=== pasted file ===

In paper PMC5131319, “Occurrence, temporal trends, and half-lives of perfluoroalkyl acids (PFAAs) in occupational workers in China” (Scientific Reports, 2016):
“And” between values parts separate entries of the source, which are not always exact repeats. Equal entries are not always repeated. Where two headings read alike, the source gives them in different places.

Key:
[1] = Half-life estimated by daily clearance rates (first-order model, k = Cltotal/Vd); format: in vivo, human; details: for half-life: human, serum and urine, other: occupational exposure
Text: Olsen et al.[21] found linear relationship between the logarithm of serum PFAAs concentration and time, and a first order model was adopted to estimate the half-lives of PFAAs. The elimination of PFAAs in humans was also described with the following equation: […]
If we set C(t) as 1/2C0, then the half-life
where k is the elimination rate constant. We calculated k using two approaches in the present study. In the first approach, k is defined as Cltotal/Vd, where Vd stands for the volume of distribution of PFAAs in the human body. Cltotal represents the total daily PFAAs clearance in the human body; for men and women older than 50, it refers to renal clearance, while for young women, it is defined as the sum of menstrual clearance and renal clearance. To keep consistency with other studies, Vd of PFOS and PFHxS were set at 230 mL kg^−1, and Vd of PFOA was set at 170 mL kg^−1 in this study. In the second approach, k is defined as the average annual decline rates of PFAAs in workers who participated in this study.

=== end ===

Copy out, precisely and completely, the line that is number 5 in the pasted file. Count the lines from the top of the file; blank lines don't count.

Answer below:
Text: Olsen et al.[21] found linear relationship between the logarithm of serum PFAAs concentration and time, and a first order model was adopted to estimate the half-lives of PFAAs. The elimination of PFAAs in humans was also described with the following equation: […]